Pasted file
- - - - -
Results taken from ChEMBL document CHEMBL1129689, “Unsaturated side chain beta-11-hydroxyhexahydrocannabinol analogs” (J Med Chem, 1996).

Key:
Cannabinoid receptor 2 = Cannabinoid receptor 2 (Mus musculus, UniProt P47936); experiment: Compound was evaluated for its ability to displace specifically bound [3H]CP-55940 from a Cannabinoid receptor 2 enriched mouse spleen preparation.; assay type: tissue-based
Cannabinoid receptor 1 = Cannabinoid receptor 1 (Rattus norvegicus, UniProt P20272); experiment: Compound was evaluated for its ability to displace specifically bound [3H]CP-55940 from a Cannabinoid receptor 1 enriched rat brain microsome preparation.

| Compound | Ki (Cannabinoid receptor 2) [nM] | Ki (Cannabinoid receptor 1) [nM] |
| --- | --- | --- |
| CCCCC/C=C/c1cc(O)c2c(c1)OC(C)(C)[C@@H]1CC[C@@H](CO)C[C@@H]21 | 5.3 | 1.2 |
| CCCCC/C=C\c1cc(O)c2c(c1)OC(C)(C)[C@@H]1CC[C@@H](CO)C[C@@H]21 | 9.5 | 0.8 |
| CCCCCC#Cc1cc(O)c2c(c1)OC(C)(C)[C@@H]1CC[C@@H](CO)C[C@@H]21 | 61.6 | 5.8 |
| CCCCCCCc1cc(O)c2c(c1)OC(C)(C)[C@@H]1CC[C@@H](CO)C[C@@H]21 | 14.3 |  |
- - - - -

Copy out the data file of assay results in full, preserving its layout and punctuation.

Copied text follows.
Results taken from ChEMBL document CHEMBL1129689, “Unsaturated side chain beta-11-hydroxyhexahydrocannabinol analogs” (J Med Chem, 1996).

Key:
Cannabinoid receptor 2 = Cannabinoid receptor 2 (Mus musculus, UniProt P47936); experiment: Compound was evaluated for its ability to displace specifically bound [3H]CP-55940 from a Cannabinoid receptor 2 enriched mouse spleen preparation.; assay type: tissue-based
Cannabinoid receptor 1 = Cannabinoid receptor 1 (Rattus norvegicus, UniProt P20272); experiment: Compound was evaluated for its ability to displace specifically bound [3H]CP-55940 from a Cannabinoid receptor 1 enriched rat brain microsome preparation.

| Compound | Ki (Cannabinoid receptor 2) [nM] | Ki (Cannabinoid receptor 1) [nM] |
| --- | --- | --- |
| CCCCC/C=C/c1cc(O)c2c(c1)OC(C)(C)[C@@H]1CC[C@@H](CO)C[C@@H]21 | 5.3 | 1.2 |
| CCCCC/C=C\c1cc(O)c2c(c1)OC(C)(C)[C@@H]1CC[C@@H](CO)C[C@@H]21 | 9.5 | 0.8 |
| CCCCCC#Cc1cc(O)c2c(c1)OC(C)(C)[C@@H]1CC[C@@H](CO)C[C@@H]21 | 61.6 | 5.8 |
| CCCCCCCc1cc(O)c2c(c1)OC(C)(C)[C@@H]1CC[C@@H](CO)C[C@@H]21 | 14.3 |  |